Apple cider evokes cozy images of curling up by the fireplace on a chilly autumn evening. It is a delight that perfectly complements the joys of fall, including apple cider donuts, mulled apple cider, apple picking, vibrant leaves, fuzzy sweaters, and comforting apple desserts. For many families, apple cider is not just a seasonal beverage, but a cherished tradition. Whether enjoyed hot or cold, spiced or plain, it is a sensory treat for all. Here’s everything you’ve always wanted to know about this traditional autumn delicacy!
What is Apple Cider?
In various regions around the world, “cider” typically refers to a fermented beverage. However, in the United States and most of Canada, cider usually denotes an unfermented, unfiltered, sometimes unpasteurized version of apple juice. Unlike clear and sweet apple juice, apple cider is characterized by its cloudy appearance and tangy flavor. An enticing variation is mulled cider, which involves blending apple cider with delightful spices such as cinnamon, nutmeg, and cloves, resulting in a warm and inviting beverage.
How is Apple Cider Made?
Cider mills are popular destinations for agritourists seeking out the season’s freshest cider and doughnuts (yes, the batter contains cider!), and apples fresh from the orchard. Apple cider is typically made from a blend of different types of apples to give the beverage a more balanced flavor of sweet and tart. Apples are first ground into a pulp, then pressed to extract the juice. The juice quickly oxidizes, giving the cider its deep amber color. It is typically made in the cooler months because hot weather hastens fermentation.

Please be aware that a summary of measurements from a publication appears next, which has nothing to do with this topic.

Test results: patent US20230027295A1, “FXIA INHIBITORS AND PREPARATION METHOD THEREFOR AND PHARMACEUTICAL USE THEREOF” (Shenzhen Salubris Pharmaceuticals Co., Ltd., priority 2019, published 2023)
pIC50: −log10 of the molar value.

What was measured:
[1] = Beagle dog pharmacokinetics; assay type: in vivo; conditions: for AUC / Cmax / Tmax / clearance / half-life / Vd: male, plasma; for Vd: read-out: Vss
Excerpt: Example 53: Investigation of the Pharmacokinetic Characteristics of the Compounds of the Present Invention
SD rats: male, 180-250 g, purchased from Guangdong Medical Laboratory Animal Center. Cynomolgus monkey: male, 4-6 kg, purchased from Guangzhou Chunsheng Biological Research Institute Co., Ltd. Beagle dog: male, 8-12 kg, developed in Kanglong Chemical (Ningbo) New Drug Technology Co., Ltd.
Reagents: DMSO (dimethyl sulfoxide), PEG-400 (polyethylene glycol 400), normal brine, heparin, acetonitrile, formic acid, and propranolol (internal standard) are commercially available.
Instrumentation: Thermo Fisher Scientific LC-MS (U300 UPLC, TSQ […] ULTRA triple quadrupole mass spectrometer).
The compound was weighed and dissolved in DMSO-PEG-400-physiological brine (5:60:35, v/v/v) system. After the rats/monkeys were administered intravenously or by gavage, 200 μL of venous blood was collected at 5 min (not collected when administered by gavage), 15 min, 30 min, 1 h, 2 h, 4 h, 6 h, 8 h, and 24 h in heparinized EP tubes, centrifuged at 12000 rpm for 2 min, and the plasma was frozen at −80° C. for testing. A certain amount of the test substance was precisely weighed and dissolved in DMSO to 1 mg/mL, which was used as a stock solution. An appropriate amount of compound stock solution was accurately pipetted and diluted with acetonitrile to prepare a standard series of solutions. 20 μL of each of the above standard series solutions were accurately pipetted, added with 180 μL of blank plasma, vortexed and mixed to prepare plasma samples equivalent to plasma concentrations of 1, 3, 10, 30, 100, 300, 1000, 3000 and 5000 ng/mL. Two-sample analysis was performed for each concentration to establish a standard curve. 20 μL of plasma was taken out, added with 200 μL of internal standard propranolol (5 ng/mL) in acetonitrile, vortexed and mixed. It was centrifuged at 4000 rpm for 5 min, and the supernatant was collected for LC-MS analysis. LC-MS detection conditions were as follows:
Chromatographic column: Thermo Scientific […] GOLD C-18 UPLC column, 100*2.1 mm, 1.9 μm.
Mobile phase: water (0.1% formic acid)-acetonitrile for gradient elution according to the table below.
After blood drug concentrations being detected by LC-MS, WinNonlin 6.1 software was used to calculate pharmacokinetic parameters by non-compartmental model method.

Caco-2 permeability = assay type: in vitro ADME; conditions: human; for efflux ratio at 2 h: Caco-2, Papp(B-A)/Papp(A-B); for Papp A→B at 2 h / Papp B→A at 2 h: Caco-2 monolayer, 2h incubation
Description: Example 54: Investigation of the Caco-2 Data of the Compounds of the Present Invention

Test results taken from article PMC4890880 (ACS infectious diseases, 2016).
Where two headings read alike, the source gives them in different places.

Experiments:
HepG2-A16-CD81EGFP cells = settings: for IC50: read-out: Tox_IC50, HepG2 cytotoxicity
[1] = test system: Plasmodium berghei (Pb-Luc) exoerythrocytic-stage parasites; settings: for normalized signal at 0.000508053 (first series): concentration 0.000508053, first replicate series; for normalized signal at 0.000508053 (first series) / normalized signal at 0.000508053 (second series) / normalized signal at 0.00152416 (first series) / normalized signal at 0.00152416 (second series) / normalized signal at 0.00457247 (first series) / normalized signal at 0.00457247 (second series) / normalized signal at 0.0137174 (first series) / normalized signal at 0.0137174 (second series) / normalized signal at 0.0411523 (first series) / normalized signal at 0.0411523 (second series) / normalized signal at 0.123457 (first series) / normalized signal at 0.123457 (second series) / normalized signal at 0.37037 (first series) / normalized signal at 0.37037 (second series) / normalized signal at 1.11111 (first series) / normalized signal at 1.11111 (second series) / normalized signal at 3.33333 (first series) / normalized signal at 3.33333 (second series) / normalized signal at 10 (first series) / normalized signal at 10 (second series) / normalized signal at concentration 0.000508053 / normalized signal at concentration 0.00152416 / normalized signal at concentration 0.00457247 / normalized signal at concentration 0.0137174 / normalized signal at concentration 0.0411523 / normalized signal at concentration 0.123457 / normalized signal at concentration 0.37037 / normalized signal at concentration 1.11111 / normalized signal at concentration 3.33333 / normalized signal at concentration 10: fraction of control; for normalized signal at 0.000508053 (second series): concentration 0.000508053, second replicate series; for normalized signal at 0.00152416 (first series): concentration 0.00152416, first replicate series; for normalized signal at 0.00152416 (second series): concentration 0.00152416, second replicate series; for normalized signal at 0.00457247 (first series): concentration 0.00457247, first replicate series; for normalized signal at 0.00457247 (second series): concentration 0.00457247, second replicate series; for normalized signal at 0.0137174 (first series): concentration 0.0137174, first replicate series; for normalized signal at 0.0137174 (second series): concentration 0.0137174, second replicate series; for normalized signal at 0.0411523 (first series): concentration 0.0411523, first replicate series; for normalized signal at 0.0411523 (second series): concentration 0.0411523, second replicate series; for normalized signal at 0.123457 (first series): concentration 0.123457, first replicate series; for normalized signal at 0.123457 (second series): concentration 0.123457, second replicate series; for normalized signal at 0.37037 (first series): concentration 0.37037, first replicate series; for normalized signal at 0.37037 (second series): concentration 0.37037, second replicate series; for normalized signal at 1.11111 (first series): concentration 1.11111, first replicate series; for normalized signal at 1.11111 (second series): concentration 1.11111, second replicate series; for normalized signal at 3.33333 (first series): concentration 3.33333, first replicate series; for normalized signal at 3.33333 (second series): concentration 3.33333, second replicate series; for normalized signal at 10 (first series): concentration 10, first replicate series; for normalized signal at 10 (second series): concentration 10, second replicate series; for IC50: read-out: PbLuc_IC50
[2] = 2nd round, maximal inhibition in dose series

Any Health Benefits?
Absolutely! Drinking this fall favorite offers fantastic health benefits. This delightful beverage is extracted straight from fresh apples, retaining essential polyphenols, micronutrients, and antioxidants that promote heart health.
Moreover, aside from its incredible taste, cider contributes to proper hydration. Its high pectin content aids in relieving constipation and alleviating symptoms associated with IBS. Additionally, the abundance of polyphenols helps combat harmful free radicals, protecting our cells from damage.
Despite its natural sugar content, apple cider also provides essential dietary fiber, generous amounts of vitamins A and C, and vital minerals like calcium, iron, and potassium. For every 8 ounce serving, you can enjoy 120 calories, a negligible 0.3 grams of fat, 28 grams of carbohydrates, and 24 grams of sugar.
Hard Cider? A Hard History